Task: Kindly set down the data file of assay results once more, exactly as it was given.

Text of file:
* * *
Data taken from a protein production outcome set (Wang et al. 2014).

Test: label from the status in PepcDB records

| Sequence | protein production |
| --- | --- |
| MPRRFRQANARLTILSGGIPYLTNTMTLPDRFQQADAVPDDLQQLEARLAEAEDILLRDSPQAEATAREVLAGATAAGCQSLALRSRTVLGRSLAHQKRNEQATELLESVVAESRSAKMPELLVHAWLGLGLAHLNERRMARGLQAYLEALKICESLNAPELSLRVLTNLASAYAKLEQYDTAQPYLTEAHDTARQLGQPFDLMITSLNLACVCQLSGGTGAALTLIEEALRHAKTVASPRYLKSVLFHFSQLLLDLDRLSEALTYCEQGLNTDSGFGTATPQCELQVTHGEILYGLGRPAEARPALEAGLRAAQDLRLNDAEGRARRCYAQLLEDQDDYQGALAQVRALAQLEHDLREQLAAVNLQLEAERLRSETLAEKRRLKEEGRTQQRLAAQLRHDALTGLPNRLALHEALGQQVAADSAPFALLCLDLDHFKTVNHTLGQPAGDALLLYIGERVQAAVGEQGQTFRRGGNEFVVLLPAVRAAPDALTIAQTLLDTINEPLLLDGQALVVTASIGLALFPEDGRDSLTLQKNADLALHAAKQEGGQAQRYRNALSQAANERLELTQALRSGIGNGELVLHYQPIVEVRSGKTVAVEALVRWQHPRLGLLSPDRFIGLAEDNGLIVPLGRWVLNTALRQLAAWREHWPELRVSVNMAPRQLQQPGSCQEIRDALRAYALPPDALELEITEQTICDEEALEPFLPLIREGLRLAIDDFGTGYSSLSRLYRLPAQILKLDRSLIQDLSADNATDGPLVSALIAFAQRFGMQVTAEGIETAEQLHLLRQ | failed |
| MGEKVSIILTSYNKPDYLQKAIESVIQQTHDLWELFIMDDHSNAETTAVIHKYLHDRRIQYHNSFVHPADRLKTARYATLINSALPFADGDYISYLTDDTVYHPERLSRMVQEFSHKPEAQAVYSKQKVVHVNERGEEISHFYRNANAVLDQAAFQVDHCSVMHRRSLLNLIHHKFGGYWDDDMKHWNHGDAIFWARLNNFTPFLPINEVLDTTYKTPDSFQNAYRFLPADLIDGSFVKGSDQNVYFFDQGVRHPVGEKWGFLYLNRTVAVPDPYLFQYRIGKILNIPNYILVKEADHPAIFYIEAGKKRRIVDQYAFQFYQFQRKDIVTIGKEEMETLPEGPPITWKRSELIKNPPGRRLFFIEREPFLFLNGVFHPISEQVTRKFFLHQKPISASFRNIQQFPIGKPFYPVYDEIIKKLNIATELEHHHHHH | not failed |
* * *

Data taken from a protein production outcome set (Wang et al. 2014).

Test: label from the status in PepcDB records

| Sequence | protein production |
| --- | --- |
| MPRRFRQANARLTILSGGIPYLTNTMTLPDRFQQADAVPDDLQQLEARLAEAEDILLRDSPQAEATAREVLAGATAAGCQSLALRSRTVLGRSLAHQKRNEQATELLESVVAESRSAKMPELLVHAWLGLGLAHLNERRMARGLQAYLEALKICESLNAPELSLRVLTNLASAYAKLEQYDTAQPYLTEAHDTARQLGQPFDLMITSLNLACVCQLSGGTGAALTLIEEALRHAKTVASPRYLKSVLFHFSQLLLDLDRLSEALTYCEQGLNTDSGFGTATPQCELQVTHGEILYGLGRPAEARPALEAGLRAAQDLRLNDAEGRARRCYAQLLEDQDDYQGALAQVRALAQLEHDLREQLAAVNLQLEAERLRSETLAEKRRLKEEGRTQQRLAAQLRHDALTGLPNRLALHEALGQQVAADSAPFALLCLDLDHFKTVNHTLGQPAGDALLLYIGERVQAAVGEQGQTFRRGGNEFVVLLPAVRAAPDALTIAQTLLDTINEPLLLDGQALVVTASIGLALFPEDGRDSLTLQKNADLALHAAKQEGGQAQRYRNALSQAANERLELTQALRSGIGNGELVLHYQPIVEVRSGKTVAVEALVRWQHPRLGLLSPDRFIGLAEDNGLIVPLGRWVLNTALRQLAAWREHWPELRVSVNMAPRQLQQPGSCQEIRDALRAYALPPDALELEITEQTICDEEALEPFLPLIREGLRLAIDDFGTGYSSLSRLYRLPAQILKLDRSLIQDLSADNATDGPLVSALIAFAQRFGMQVTAEGIETAEQLHLLRQ | failed |
| MGEKVSIILTSYNKPDYLQKAIESVIQQTHDLWELFIMDDHSNAETTAVIHKYLHDRRIQYHNSFVHPADRLKTARYATLINSALPFADGDYISYLTDDTVYHPERLSRMVQEFSHKPEAQAVYSKQKVVHVNERGEEISHFYRNANAVLDQAAFQVDHCSVMHRRSLLNLIHHKFGGYWDDDMKHWNHGDAIFWARLNNFTPFLPINEVLDTTYKTPDSFQNAYRFLPADLIDGSFVKGSDQNVYFFDQGVRHPVGEKWGFLYLNRTVAVPDPYLFQYRIGKILNIPNYILVKEADHPAIFYIEAGKKRRIVDQYAFQFYQFQRKDIVTIGKEEMETLPEGPPITWKRSELIKNPPGRRLFFIEREPFLFLNGVFHPISEQVTRKFFLHQKPISASFRNIQQFPIGKPFYPVYDEIIKKLNIATELEHHHHHH | not failed |